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Key departmental publications, e.g. annual reports, budget papers and program guidelines are available in our online archive.

Much of the material listed on these archived web pages has been superseded, or served a particular purpose at a particular time. It may contain references to activities or policies that have no current application. Many archived documents may link to web pages that have moved or no longer exist, or may refer to other documents that are no longer available.

Amcor Cartons (Australia) Pty Ltd
Cleaner Production
- Solvent Reduction

This case study is no longer current with respect to the Company's business activities and operations and was not updated in the review of 2001, but is retained for informational, educational and historical purposes.

Background

Amcor Cartons, a manufacturer of folding cartons and paperboard packaging is a 13-14 million dollar operation employing 70 staff.

In keeping with Amcor Cartons’ commitment to respond to customer needs through the application of the highest technology, advantage was taken of the latest available technology when deciding to upgrade their printing press. After installing a new printing press in June 1995, it was decided to improve the new automated roller and blanket wash system by adding a solvent recovery and recycling unit. These process changes have brought about environmental benefits through reduced liquid and solid wastes, improved workplace health and safety, and resulted in considerable cost savings.

Process Undertaken

The standard approach for washing ink rollers, dampeners and blankets between colour runs predominately relies on a manual process. Rollers are manually sprayed with solvent solutions. Excess solution either evaporates or drains for collection to a container which must be periodically emptied and cleaned. Blankets are rubbed down with solvent soaked rags. The resultant wastes consist of spent solvent, soiled solvent laden rags and solvent vapour air emissions.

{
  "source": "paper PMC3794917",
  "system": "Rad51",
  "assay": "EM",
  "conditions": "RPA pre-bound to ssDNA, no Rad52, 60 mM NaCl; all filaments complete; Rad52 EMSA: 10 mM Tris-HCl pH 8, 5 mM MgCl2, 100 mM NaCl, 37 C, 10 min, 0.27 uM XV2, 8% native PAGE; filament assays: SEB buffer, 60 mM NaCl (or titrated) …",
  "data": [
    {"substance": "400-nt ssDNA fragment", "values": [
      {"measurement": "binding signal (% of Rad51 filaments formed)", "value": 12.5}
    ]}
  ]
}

With the aid of technology, Amcor Cartons has significantly reduced wastes generated by such cleaning processes. Through the application of computer controlled technology, preset quantities of solvents are automatically sprayed onto the rotating rollers, dampeners and blankets. Spent solvent from the rollers and dampeners drains to a holding tray while the blankets are cleaned further with rotating brushes. The brushes act to wipe the blankets clean before they are finally rinsed with water. Excess solvent solution and water from the blanket scrub and wash drains to a container from where it is pumped to the solvent recovery/recycling unit.

Considerable benefits have been gained. The automation of the solvent spray function eliminates over-spraying, which reduces solvent usage. This subsequently results in less spent solvent draining to the holding trays, therefore they can be left longer before requiring cleaning. Fewer rags are then used for cleaning which reduces the rag disposal problem. Other benefits are that employees are less frequently exposed to solvent vapours, and productivity gains are made from a reduction in the down time spent on manual cleaning. It is estimated that the cleaning time has been reduced by 80 percent.

The solvent recovery unit allows solid particles such as paper settle before the water and solvent are decanted into separate chambers. The water is filtered and stored ready for reuse by the blanket washing system. Fresh water is used only to top up the system. Spent solvent is pumped through filters into another tank, where it is stored until sufficient quantities accumulate for reuse. Recovered solvent is mixed with equal parts of fresh solvent before reuse by the washing system. Sludge resulting from the process is periodically drained off for disposal.

Savings Made From Changes

Savings gain result from:

The solvent recovery unit begins recycling solvent once the solvent holding tank reaches capacity.

The supplier’s representative who has been monitoring the recovery unit’s progress, estimates Amcor Cartons’ solvent use can be cut by half, from 200 litres to 100 litres per month. This represents a reduced usage of 1200 litres per year. Similar reductions are expected to last 1 to 2 years. This compares favourably with the cloth system previously used where clothes required changing every 4 to 6 weeks. On average five cloth scrubbers required replacing every 5 weeks.

Other benefits include reduced rag usage, cleaning and disposal costs.

Additional advantages include an increase in productivity from reduced down-times for cleaning and a healthier work environment from reduced exposure to solvent vapours.

Other Initiatives

Amcor Cartons introduced a number of other environmentally sound management practices:



Date of implementation: 1995.
Case study prepared: 1997.
Last reviewed : May 2001.